Miliband shouldn’t repeat the myth about immigrants’ impacts on wages

Ed Miliband shouldn’t let unsupported myths about immigration cloud his thinking on the issue.

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Ed Miliband today revealed Labour’s immigration strategy, in a speech much of the media saw as an “apology” for the previous government’s immigration record.

Ed-Miliband-IPPR-immigration-speechThe majority of what was said appears to have gone unchallenged, however, Miliband made one point about the impact of immigrants on wage levels that commentators have been quick to disprove.

He claimed:

“To have an effective immigration policy, we must also reform how our economy works so that it works for all working people in Britain, whoever they are and wherever they come from. That means tougher labour standards to do more to protect working people from their wages and conditions being undermined.

“And action to create a different kind of economy: one which offers working people rewarding and high-skill jobs. So what happened?

“First of all, as a result of immigration combined with weak labour standards in some sectors, there was a direct effect on wages, especially in lower skilled jobs.”

Jonathan Portes, writing for the Independent, referred to a number of sources that dispelled the overwrought myth of immigration affecting wage levels, as Chart 14 shows.

Chart 14:

Wage-growth-scatter-graph
A report (pdf) from IZA, the Institute for the Study of Labor, entitled “New Labour? The Impact of Migration from Central and Eastern European Countries on the UK Labour Market”, concluded:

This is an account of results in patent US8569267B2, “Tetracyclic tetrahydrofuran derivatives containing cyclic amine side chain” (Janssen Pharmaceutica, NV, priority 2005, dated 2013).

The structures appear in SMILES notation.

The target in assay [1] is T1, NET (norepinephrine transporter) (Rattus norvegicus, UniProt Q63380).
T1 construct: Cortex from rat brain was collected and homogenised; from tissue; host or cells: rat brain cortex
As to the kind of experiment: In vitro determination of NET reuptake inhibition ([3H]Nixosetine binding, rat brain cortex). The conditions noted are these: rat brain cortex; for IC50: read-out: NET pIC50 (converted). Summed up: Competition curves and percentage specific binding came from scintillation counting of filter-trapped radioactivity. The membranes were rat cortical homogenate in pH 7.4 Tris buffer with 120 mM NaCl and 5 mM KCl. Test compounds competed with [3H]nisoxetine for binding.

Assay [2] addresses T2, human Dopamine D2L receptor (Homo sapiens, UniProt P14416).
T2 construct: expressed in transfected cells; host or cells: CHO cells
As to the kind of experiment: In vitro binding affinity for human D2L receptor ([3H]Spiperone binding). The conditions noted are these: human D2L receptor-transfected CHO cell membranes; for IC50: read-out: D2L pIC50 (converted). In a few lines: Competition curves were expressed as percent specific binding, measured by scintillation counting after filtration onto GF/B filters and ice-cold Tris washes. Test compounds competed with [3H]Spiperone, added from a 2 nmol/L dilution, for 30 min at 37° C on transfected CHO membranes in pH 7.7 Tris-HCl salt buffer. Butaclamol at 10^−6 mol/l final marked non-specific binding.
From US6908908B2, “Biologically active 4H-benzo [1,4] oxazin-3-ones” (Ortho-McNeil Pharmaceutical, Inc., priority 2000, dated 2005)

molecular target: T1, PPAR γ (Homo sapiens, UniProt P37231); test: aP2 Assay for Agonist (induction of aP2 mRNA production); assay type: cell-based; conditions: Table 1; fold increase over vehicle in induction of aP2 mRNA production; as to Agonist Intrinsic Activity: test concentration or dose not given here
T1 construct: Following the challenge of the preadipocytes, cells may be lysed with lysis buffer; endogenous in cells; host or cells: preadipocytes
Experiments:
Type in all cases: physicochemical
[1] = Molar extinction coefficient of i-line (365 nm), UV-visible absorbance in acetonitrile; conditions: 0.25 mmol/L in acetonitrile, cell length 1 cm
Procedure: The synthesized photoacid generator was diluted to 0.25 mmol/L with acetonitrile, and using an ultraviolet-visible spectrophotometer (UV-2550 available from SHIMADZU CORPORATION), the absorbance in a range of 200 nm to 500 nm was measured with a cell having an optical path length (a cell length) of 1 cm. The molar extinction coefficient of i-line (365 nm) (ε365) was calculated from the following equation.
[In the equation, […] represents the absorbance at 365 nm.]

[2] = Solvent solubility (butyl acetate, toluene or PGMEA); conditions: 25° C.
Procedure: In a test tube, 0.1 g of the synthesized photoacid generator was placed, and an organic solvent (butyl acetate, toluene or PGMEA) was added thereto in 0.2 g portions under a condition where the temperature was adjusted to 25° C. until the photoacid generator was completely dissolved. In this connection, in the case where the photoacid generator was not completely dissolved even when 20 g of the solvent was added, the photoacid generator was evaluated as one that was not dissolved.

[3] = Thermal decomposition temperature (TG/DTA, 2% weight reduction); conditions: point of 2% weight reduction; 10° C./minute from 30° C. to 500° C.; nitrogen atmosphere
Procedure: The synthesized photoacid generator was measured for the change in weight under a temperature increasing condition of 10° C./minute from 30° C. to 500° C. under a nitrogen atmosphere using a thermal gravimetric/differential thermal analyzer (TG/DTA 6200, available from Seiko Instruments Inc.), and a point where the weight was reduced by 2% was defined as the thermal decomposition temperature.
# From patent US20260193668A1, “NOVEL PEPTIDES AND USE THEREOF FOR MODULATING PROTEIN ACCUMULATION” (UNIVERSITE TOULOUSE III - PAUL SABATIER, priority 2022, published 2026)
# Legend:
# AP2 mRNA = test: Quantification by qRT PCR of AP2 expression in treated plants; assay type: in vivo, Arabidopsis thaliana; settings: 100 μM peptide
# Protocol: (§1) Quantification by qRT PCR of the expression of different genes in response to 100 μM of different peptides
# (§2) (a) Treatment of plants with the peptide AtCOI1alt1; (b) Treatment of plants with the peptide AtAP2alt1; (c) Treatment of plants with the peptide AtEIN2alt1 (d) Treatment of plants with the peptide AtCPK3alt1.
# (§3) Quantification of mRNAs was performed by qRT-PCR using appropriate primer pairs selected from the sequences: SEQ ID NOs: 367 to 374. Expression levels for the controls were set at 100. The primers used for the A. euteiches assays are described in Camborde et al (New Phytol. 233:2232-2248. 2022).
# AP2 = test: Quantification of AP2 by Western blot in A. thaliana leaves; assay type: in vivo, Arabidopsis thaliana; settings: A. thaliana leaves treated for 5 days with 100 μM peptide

Indeed, the impact of such a large and rapid migration shock on wages and unemployment is a crucial labour market issue. This is specially so given the heated public debate on migration – and in particular on migration from current and future accession countries.

Yet, there is currently very limited evidence on migration effects on the UK – and even less so on the  effects of the recent EU enlargement.

While a report (pdf) from the Centre for Research and Analysis of Migration (CReAM) states:

Despite negative media coverage, there is no evidence that this expansion led, on average, to a setback of wages of workers born in the UK.

 


See also:

Time to talk about integration 6 Mar 2012

Playing the blame game – it’s all the immigrants fault… 20 Jan 2012

DWP evidence says migrants aren’t benefit cheats. DWP’s spin says… 20 Jan 2012

Immigration policy should support UK economic growth, not undermine it 5 Dec 2011

So is Britain really “full up”? 1 Nov 2011


 

Miliband shouldn’t let unsupported myths about immigration cloud his thinking on the issue.

 


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48 Responses to “Miliband shouldn’t repeat the myth about immigrants’ impacts on wages”

  1. Legal Aware

    [email protected]_Miliband shouldn’t repeat the myth about immigrants’ impacts on wages, writes @LFFKatie: http://t.co/d4X5Olbh

  2. Political Planet

    Miliband shouldn’t repeat the myth about immigrants’ impacts on wages: Ed Miliband shouldn’t let unsupported myt… http://t.co/C8O7pD9Q

  3. Selohesra

    If there is a bandwagon he will jump on it – he just can’t help himself

  4. Kevin

    Wage bargaining in the building industry is done site to site and because its casualised piecework, highly cost sensitive. The influx of Eastern Europeans has had a dramatic effect on wages for British construction workers post-2004 EU accession of Poland.

    The other obvious effect is that large construction companies get off scot-free for contributing towards apprenticeships and training.

  5. Max Ryan

    Yes but there has been direct evidence showing that migration has caused a suppression of wages and employment levels of UK born workers in low-paid and low-skilled jobs (the people who Labour should be protecting) and an increase in earnings of the higher-paid. Simply pointing out an average effect does not show this. http://www.migrationwatchuk.org/Briefingpaper/document/24

Comments are closed.